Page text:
Kraken Faces $3 Million Security Breach by Rogue Researchers Exploiting Exchange Bug

June 19, 2024

In a startling incident, the prominent cryptocurrency exchange Kraken has disclosed a $3 million loss resulting from an exploited bug in its funding system. The breach, reported by Kraken’s Chief Security Officer Nick Percoco, highlights significant challenges in balancing security and ethical hacking within the crypto ecosystem.

On June 9, Kraken received an alert from a self-proclaimed security researcher about a critical bug in the exchange’s funding system. According to Percoco, the flaw originated from a recent UX change, allowing client accounts to be credited before their assets were fully cleared. This oversight enabled users to trade crypto markets in real time without actual funds being present.

Percoco detailed the incident in a series of posts on X, stating, “This UX change was not thoroughly tested against this specific attack vector.” He further explained that within an hour and 47 minutes, Kraken’s team identified and mitigated the issue. However, the damage had already been done. Three accounts had exploited the bug within a few days, collectively withdrawing nearly $3 million from Kraken’s treasuries.

One of these accounts was linked to an individual who had completed Kraken’s KYC verification process, identifying themselves as a security researcher. This individual initially tested the bug with a $4 transaction, which would have been sufficient to prove the flaw and secure a reward through Kraken’s bug bounty program. Instead, they shared the information with two associates, leading to the fraudulent withdrawal of $3 million.

The researchers then demanded a reward for identifying the bug, refusing to return the stolen funds unless Kraken provided an estimated value of the potential damage the bug could have caused. Percoco criticized this approach, stating, “This is not white-hat hacking, it is extortion!”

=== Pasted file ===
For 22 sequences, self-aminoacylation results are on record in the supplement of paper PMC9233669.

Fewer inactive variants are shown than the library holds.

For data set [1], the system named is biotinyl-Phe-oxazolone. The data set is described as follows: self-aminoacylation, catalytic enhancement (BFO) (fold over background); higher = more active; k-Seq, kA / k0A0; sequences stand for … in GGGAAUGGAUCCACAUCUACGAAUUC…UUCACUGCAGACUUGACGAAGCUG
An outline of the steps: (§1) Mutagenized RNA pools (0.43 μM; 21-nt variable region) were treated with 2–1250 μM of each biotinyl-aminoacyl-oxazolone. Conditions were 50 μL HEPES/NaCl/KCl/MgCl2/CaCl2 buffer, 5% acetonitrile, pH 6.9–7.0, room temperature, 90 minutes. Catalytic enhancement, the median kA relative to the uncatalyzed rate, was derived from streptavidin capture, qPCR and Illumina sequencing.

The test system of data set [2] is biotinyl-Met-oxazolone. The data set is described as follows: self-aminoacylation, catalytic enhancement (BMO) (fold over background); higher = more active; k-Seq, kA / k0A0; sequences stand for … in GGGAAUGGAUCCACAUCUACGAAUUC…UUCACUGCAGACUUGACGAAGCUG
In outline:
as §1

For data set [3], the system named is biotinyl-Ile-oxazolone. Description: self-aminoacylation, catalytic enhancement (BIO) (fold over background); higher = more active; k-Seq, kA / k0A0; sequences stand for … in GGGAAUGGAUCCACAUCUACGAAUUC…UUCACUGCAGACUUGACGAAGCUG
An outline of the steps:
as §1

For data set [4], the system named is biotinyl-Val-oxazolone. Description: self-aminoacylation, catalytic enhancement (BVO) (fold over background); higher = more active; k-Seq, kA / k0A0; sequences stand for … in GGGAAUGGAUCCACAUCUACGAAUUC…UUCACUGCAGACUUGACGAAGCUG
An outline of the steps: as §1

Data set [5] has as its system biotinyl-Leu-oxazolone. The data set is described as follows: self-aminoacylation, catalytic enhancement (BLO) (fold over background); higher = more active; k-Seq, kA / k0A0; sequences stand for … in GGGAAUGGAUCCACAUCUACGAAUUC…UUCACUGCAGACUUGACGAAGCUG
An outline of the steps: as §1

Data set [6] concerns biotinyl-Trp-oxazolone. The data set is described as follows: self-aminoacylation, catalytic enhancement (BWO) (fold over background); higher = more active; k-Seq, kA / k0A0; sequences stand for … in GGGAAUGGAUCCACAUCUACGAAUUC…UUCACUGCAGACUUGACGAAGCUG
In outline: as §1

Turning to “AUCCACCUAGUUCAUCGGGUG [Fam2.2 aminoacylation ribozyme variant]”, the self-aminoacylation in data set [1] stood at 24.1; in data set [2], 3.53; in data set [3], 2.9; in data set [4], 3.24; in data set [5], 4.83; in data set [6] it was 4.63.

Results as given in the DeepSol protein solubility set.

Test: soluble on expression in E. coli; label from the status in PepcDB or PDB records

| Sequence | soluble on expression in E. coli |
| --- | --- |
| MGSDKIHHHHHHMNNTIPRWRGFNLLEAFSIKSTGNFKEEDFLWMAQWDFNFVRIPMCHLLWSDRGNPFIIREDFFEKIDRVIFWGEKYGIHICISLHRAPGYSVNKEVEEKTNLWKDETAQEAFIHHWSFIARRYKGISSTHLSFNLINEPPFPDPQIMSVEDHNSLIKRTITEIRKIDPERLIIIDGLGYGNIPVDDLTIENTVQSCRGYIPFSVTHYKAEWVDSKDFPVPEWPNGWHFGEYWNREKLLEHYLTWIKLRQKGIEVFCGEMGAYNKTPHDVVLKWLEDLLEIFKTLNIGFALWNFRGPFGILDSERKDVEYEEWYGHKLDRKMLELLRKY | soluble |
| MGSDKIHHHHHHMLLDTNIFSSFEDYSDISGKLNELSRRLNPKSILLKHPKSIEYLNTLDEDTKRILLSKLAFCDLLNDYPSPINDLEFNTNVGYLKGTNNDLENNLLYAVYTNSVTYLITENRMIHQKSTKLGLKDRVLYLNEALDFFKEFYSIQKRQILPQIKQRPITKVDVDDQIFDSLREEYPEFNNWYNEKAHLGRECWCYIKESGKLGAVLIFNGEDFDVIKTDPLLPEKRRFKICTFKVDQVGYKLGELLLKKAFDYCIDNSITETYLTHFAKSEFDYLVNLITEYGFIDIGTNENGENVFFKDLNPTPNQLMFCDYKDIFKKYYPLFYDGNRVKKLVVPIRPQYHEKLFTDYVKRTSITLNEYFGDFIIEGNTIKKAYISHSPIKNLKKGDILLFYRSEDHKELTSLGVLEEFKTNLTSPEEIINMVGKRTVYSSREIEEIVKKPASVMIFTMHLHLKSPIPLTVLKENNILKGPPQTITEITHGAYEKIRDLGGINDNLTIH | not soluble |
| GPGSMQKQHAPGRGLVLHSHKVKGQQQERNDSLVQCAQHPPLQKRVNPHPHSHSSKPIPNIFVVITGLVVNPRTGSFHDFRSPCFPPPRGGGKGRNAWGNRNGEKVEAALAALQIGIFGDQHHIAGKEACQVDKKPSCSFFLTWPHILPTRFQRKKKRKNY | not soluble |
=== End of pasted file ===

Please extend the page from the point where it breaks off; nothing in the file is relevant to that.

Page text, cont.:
Kraken’s response to the incident has been firm and transparent. Percoco emphasized the importance of ethical behavior in the cybersecurity community, saying, “As a security researcher, your license to ‘hack’ a company is enabled by following the simple rules of the bug bounty program you are participating in. Ignoring those rules and extorting the company revokes your ‘license to hack’.”

Kraken has been running a bug bounty program for nearly a decade, rewarding security researchers for identifying and reporting vulnerabilities. The program operates under strict guidelines: do not exploit more than necessary to prove the vulnerability, provide a proof of concept, and return any extracted funds immediately. Percoco noted that Kraken had never faced such an issue with legitimate researchers in the past.

In light of this incident, Kraken is coordinating with law enforcement agencies and treating the case as a criminal matter. The exchange has decided not to disclose the identities of the rogue researchers, asserting that they do not deserve recognition for their actions.

While no client assets were at risk during this incident, the breach underscores the importance of rigorous testing and ethical conduct in cybersecurity. Kraken’s bug bounty program remains a crucial component of its security strategy, and the exchange continues to encourage good-faith actors to participate.

“We’re thankful this issue was reported, but that’s where that thought ends,” Percoco concluded. “Our Bug Bounty program continues to be a vital shield in Kraken’s mission and a key part of our efforts to enhance the overall security of the crypto ecosystem.”

The Shib Daily has reached out to Kraken for comments, but has not received a response yet.

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